Defending is easier for Wenger
'We always make the same mistakes' is a common enough complaint on Arsenal forums. It doesn't refer exclusively to our propensity for defensive errors but it's in the minds of many I suspect.
After the NLD Arsene claimed that it was easier to coach the team to cut out defensive errors than to get them to score goals.
'I believe it is always easier to correct the defensive side than getting your team to score goals,' he said. 'When you score goals you always have a chance.'
I wondered whether that might be the focus of the supposed 'conflict' between Steve Bould and the manager that Stewart Robson insisted was the case in a recent interview. Defensively we'd started the season well enough, for which improvement Bouldie was credited, but at the same time we were finding goals hard to come by.
It echoed a situation early on in Wenger's tenure when Tony Adams reportedly took issue with Arsene about the degree of defensive cover that the 'famous four' were receiving. Effectively Adams was insisting that the back four were better defenders when the team was playing defensively than in the open expansive style that Wenger favoured. The veteran quartet then went on to record their best defensive record in terms of goals conceded in '98/'99 of 17 goals, one better than under George Graham. In the same season they also recorded their poorest goal tally under Wenger of 59 goals. The following season saw the gradual dismantling of the old guard as Grimandi, Luzhny and Silvinho came in.
There's an obvious trade off between defensive solidity and attacking force. Clearly Wenger's instincts are to sacrifice some of the former if it helps the latter. It's a question of balance and of familiarity. A settled back line playing regularly together, such as we'd enjoyed in the invincible season, is a good part of defensive strength. As Winterburn once told us, the strength in their game was in knowing each other's weaknesses as much, if not more than their individual qualities.
It's a common enough claim that Arsenal don't practise defending but recent seasons have seen us with a good defensive record from set pieces and others where we've done well in not conceding from open play but rarely both in the same season. It's clear that the squad are coached in the defensive arts but what we haven't managed to do is get the level of both disciplines right at the same time. That's possibly as much to do with the consistency that comes from playing together as it is coaching.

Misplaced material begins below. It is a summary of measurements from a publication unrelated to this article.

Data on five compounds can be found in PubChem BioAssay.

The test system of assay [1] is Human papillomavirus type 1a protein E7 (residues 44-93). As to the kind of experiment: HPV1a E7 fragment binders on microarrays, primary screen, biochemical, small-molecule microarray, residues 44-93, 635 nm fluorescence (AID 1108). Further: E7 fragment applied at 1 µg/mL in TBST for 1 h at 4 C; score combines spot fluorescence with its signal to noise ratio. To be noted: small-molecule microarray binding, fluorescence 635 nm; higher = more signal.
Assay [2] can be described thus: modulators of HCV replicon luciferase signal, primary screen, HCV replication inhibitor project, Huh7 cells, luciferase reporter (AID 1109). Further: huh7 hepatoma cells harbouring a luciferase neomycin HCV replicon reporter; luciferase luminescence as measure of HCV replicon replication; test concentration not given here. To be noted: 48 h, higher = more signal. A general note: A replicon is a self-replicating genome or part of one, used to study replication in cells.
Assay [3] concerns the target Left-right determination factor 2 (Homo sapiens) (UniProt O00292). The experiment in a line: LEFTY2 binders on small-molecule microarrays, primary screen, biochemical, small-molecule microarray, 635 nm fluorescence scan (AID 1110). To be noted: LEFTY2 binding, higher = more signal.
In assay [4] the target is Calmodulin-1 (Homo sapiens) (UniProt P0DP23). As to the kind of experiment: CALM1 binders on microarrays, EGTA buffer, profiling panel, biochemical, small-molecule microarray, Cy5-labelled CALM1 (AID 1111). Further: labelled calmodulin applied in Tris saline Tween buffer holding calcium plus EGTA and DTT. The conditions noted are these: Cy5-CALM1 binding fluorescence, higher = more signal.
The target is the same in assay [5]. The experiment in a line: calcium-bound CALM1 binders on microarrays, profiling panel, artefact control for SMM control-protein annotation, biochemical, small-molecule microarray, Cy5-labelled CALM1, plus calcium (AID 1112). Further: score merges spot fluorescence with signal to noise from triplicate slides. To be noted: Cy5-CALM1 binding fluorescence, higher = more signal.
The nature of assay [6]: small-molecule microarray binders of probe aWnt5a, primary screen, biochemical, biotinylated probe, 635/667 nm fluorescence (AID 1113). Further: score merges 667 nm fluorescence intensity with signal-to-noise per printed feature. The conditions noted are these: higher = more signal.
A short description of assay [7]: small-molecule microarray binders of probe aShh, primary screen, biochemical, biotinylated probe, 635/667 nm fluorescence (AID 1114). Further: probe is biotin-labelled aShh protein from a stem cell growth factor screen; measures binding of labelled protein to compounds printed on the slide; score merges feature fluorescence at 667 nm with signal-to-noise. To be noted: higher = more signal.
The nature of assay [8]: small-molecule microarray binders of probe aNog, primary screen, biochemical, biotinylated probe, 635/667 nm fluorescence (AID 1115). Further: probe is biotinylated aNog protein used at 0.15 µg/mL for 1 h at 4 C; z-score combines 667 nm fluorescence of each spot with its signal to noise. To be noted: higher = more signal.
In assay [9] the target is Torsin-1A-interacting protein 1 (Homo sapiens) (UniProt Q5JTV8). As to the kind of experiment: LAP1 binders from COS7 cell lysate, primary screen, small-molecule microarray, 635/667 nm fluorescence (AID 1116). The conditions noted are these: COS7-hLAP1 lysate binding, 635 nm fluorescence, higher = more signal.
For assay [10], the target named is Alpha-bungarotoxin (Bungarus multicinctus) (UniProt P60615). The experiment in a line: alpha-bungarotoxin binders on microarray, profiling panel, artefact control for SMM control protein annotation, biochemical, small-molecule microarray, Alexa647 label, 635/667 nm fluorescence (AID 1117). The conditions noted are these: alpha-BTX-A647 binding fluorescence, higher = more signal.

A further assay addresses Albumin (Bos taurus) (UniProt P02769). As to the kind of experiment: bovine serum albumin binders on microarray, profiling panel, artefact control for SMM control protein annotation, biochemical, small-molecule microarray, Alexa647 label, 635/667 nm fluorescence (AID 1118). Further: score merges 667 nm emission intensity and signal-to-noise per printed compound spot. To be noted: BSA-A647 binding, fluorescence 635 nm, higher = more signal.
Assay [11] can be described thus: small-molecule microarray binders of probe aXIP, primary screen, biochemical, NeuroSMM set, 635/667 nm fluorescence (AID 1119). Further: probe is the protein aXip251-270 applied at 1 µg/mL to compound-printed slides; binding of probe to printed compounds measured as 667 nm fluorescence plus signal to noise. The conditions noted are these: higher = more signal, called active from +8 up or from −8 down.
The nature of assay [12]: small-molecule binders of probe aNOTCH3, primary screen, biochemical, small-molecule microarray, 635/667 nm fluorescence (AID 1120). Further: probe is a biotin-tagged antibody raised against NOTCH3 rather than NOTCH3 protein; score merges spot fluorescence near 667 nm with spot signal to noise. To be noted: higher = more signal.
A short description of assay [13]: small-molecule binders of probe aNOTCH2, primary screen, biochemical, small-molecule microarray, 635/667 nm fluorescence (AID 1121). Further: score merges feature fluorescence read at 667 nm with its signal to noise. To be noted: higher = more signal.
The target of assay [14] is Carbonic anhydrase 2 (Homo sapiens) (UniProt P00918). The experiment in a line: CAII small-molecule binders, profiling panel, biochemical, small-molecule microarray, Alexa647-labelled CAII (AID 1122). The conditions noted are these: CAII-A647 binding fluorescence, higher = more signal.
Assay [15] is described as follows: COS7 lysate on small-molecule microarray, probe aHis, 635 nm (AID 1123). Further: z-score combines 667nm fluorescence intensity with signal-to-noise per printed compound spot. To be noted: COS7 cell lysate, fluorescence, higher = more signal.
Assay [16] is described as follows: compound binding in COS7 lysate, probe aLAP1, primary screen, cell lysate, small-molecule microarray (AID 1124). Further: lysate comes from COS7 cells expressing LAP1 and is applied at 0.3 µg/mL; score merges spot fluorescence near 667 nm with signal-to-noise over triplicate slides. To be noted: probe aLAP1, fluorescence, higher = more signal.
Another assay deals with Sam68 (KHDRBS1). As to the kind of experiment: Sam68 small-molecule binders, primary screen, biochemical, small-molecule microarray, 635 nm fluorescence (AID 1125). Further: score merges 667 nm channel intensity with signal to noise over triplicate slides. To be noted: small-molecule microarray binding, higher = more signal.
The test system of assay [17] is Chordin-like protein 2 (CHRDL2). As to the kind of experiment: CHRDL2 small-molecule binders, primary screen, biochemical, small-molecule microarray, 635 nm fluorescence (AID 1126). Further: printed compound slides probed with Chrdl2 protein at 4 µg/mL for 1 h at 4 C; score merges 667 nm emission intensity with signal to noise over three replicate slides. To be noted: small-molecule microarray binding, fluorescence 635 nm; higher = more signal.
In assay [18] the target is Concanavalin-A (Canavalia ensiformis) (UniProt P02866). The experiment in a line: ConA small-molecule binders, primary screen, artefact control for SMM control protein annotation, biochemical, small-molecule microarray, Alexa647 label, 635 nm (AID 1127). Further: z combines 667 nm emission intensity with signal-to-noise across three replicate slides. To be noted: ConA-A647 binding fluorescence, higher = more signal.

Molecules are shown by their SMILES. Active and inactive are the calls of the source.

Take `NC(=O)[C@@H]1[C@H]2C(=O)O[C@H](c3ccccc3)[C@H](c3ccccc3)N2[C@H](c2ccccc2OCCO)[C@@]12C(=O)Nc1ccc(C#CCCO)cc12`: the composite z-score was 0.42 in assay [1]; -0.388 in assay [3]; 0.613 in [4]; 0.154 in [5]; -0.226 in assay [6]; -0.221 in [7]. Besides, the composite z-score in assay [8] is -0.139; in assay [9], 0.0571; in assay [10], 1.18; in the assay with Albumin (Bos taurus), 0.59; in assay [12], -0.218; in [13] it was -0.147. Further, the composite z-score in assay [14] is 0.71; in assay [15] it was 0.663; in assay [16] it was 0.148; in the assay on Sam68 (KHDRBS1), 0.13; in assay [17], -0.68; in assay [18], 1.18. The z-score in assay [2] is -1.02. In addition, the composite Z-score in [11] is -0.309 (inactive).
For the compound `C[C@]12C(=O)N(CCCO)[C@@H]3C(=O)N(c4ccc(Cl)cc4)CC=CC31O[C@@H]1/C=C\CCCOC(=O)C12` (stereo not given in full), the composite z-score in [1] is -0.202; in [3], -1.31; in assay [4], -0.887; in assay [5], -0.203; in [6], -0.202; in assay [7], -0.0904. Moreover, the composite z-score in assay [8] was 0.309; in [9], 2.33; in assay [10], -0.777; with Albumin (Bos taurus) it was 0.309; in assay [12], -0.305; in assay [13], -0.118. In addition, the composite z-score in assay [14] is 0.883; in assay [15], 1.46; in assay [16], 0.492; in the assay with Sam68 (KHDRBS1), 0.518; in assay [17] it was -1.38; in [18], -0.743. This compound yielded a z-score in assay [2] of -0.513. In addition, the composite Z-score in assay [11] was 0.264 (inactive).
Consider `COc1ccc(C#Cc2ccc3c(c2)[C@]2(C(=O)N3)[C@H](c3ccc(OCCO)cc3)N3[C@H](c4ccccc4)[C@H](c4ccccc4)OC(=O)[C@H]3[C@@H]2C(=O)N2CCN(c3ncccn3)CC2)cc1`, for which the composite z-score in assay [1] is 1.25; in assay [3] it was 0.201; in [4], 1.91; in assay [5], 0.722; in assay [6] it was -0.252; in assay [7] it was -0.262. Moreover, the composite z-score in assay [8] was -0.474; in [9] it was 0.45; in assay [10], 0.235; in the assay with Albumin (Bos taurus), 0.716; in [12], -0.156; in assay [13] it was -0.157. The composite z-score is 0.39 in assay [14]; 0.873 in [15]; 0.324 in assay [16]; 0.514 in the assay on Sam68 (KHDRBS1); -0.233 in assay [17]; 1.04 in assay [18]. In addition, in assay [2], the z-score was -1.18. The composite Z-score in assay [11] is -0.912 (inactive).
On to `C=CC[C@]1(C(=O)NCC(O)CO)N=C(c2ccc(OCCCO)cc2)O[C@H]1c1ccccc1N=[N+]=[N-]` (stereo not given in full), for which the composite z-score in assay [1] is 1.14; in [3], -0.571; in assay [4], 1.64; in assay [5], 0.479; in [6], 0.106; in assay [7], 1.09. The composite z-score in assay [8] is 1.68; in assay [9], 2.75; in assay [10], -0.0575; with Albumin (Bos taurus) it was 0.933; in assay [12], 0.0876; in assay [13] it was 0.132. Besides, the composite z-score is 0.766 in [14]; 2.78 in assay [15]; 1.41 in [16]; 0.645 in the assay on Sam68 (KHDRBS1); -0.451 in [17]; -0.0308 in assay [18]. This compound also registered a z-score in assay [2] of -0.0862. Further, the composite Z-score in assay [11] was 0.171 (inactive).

Since we last took the title in 2004 the title has been taken scoring as few as 68 goals and as many as 103 while conceding as little as 15 and as many as 37. It doesn't matter too much how many are conceded or scored what matters is how many games are won and as they can only be won by scoring I`d guess Wenger is right to insist we can't defend our way to success.
One measure does seem to support the view that attacking failure is more costly than defensive failure. Since 2004 the number of times we've kept a clean sheet in the league hasn't varied greatly ranging as it does from 12 to 16 in a season. We've twice matched the number of clean sheets we kept in the invincible season (15) and twice bettered it since then. However though we've twice bettered the number of games we've scored in, 36 in our title tilt in 2008 and 35 in 2005 compared to 34 in 2004 we also reached as low as 27 in 2006 and 31 in 2009. On that measure failing to score would appear more costly than the number of clean sheets.
It's also true that as the goals scored over each season has risen steadily and significantly over the last 3 seasons attacking intent appears to dominate current coaching methods. Perhaps reflected by the success that Spain has enjoyed over the last few years. Last month Wenger claimed that there are no defensive midfielders at the moment suggesting the age of the purely defensive type was over. It seems that we're never likely to achieve anything like a comfortable degree of defensive solidity but let's hope then we can cut out a few more errors while scoring plenty at the other end.